NB    The plan not been positively prepared nor sound as sustainable development is more likely to occur in spite of the Plan rather than due to its policies.  The clear evidence from recent developments in the area is that developers are not building sustainably and will require strong policies in the development plan to do so. But,
·       The Plan does not include a strategy which seeks to meet objectively assessed requirements of the Climate Change Act and the related carbon reduction budgets.
·       The Plan is not justified because it is not based on the logical implications of the Climate Change Act for the development of land and buildings over the next 15 years. (ie between 6% and 10% annual reductions)
·       The Plan is not based on robust and credible evidence that relates to the necessary reduction in carbon emissions from existing land and buildings as well as all new development.
·       The Plan will not be effective due to the failure to understand the repercussions of the statutory and advisory carbon reduction targets.
·       The development supported by the Plan will not be deliverable in accordance with the criteria in the Plan. Development would need to accord with criteria not included in the Plan in order to contribute to the achievement of sustainable development.
·       The Plan is not flexible in the sense that it would need substantial change to be contributing to the achievement of sustainable development.
·       It would not be possible to monitor the contribution it is making to the achievement of sustainable development as it lacks the necessary criteria (eg carbon reduction targets and rates) to carry out that fundamental exercise
·       The Plan is not consistent with national policy in respect of carbon reductions or the Climate Change Act (see NPPF paras 14 and 94)."

(The All Party Parliamentary Group on Housing and Care for Older People found that 8 million people over 60 would be interested in downsizing if the right option was available. Two thirds of whom occupy homes of three or more bedrooms. (Guardian social housing supplement 2015 09 23). Even the Daily Mail is on the case (2015 09 17).)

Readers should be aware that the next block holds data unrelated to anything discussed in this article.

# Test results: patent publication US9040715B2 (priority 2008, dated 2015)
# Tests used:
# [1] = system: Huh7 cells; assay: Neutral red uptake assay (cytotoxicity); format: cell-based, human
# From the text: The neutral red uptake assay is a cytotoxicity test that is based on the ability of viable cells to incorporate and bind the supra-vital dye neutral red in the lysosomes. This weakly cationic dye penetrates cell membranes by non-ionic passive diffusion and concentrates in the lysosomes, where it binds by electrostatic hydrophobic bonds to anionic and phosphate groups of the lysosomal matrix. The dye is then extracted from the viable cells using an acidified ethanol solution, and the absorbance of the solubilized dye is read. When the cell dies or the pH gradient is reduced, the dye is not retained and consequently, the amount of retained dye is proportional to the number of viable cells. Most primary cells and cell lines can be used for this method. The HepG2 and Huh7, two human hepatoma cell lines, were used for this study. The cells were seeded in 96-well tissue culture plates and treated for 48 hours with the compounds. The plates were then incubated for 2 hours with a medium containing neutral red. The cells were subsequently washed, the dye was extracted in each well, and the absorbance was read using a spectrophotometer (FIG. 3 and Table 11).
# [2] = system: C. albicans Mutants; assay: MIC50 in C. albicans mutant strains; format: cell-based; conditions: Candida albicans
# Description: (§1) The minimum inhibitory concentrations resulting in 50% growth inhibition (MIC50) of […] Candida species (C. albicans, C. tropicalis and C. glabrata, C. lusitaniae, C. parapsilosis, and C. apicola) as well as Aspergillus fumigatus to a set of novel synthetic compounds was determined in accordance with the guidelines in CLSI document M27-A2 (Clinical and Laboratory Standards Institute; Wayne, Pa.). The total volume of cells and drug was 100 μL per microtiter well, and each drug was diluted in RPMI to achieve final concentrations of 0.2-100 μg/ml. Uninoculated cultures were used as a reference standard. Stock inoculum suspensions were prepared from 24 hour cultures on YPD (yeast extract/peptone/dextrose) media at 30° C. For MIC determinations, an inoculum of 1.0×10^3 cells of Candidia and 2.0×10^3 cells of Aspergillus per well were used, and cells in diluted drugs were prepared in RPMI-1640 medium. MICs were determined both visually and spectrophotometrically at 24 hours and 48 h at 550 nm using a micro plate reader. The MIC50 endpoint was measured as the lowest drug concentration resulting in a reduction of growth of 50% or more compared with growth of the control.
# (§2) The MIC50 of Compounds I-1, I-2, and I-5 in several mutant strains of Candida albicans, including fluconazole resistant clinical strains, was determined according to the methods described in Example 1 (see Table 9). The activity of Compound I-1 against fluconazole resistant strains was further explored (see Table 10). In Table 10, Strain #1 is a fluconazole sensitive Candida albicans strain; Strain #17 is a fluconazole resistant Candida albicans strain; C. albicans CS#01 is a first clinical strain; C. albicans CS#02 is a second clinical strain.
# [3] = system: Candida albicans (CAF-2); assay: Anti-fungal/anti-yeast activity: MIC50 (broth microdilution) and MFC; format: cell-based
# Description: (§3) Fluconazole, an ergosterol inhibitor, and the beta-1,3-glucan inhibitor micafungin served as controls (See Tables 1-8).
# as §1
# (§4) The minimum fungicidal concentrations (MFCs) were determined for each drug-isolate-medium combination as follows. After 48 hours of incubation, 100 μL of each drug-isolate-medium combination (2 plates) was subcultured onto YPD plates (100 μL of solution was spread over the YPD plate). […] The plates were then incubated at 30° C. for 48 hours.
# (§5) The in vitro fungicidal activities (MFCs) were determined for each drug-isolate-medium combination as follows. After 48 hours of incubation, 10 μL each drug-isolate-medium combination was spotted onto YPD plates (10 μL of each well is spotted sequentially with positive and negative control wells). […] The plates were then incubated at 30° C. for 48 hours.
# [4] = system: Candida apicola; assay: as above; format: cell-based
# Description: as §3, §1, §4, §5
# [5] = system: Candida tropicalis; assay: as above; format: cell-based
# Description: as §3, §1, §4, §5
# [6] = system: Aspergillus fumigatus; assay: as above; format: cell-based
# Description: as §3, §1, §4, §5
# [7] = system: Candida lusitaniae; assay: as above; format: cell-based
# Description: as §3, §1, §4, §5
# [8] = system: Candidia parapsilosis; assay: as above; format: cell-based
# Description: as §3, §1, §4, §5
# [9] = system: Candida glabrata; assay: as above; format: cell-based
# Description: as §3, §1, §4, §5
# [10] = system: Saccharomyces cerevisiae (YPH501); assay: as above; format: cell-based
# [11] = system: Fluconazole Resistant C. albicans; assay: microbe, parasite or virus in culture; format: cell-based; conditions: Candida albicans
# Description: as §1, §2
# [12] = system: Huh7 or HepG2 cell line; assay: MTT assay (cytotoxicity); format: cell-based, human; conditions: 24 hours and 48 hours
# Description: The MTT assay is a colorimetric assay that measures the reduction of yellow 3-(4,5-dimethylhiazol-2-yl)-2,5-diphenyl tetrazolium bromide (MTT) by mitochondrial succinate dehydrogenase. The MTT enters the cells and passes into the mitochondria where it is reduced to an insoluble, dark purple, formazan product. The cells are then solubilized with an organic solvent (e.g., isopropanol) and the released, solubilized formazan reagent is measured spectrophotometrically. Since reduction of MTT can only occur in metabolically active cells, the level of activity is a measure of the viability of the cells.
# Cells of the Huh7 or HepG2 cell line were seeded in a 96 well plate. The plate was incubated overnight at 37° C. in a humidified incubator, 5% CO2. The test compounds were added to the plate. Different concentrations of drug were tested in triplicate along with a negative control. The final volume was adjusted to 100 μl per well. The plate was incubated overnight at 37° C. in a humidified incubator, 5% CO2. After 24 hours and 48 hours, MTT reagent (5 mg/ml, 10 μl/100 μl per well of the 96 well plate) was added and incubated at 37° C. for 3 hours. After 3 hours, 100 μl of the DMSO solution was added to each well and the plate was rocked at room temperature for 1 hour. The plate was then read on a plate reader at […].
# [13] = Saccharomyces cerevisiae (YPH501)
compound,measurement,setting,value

The inspector seemed to be interested in these submissions and invited me to kick-off the discussions about the sustainability assessment.  I have been in the situation many times where an Inspector appears to be paying a great deal of respect to what I am saying, but only in order to avoid any challenge that I was not given a 'fair hearing', and not with any real intention of giving weight to submissions that could threaten the planning system 'as we know it'.

In this case the inspector was most interested in whether I had objected to any other local plans on a similar basis - rather than questioning the merits of the case.  In fact the QC acting for the Local Planning authority was given the opportunity to rebut the case that the plan did not satisfy s39(2), a response that I don't think made any sense to the Inspector.

This Post is a call to arms so that other inspectors around the country are faced with challenges to local plans (and appeals in respect of development proposals) so that they do not feel isolated in applying the presumption in favour of sustainable development (ie the need to consume its own smoke) in a meaningful way, and not that adopted by the previous Government (we do not know whether Greg Clark is going to be true to his word (see Foreword to NPPF).